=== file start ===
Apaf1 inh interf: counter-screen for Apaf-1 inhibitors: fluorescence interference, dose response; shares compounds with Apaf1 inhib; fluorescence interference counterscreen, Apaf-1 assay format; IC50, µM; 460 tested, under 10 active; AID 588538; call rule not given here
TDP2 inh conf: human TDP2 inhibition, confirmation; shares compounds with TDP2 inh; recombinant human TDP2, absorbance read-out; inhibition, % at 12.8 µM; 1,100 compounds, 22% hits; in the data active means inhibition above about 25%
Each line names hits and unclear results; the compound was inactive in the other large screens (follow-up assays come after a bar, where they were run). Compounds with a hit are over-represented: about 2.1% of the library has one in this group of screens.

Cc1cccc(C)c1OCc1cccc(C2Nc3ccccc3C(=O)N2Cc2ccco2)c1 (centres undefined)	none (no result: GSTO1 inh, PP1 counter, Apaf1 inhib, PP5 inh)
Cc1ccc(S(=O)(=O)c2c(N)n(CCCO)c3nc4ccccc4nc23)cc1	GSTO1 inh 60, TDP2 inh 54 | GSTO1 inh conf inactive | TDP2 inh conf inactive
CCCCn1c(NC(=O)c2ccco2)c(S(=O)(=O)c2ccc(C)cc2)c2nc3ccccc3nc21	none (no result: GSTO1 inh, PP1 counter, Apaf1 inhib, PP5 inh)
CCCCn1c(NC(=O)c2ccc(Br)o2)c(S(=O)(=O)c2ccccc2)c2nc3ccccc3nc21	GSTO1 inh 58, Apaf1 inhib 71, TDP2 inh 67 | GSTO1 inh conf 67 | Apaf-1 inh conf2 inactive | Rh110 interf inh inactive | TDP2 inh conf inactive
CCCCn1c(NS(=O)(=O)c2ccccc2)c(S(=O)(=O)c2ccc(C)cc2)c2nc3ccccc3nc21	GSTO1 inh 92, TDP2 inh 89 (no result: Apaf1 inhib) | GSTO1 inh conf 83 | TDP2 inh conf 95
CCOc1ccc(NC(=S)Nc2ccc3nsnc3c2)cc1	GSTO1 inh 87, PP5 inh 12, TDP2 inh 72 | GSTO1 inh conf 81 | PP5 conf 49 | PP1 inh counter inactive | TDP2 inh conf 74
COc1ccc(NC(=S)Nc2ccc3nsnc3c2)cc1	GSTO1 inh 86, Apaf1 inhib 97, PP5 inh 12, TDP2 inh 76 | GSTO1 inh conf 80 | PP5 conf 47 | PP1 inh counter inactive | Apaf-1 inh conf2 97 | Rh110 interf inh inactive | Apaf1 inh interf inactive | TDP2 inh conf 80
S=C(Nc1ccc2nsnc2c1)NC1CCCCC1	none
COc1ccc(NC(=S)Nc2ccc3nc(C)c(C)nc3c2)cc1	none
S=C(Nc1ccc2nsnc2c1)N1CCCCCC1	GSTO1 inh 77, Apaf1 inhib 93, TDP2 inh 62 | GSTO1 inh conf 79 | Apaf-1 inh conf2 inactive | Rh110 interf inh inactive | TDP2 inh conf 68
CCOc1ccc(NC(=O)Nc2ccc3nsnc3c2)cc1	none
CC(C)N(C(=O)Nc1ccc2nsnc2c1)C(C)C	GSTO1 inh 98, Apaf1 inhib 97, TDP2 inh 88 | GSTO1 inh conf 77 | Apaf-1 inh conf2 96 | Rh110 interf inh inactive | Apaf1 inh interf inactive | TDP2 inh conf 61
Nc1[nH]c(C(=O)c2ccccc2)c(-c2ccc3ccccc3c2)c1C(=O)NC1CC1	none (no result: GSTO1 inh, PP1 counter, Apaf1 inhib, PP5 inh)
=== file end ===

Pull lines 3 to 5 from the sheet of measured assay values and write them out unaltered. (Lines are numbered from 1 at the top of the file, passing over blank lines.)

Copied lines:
Each line names hits and unclear results; the compound was inactive in the other large screens (follow-up assays come after a bar, where they were run). Compounds with a hit are over-represented: about 2.1% of the library has one in this group of screens.

Cc1cccc(C)c1OCc1cccc(C2Nc3ccccc3C(=O)N2Cc2ccco2)c1 (centres undefined)	none (no result: GSTO1 inh, PP1 counter, Apaf1 inhib, PP5 inh)
Cc1ccc(S(=O)(=O)c2c(N)n(CCCO)c3nc4ccccc4nc23)cc1	GSTO1 inh 60, TDP2 inh 54 | GSTO1 inh conf inactive | TDP2 inh conf inactive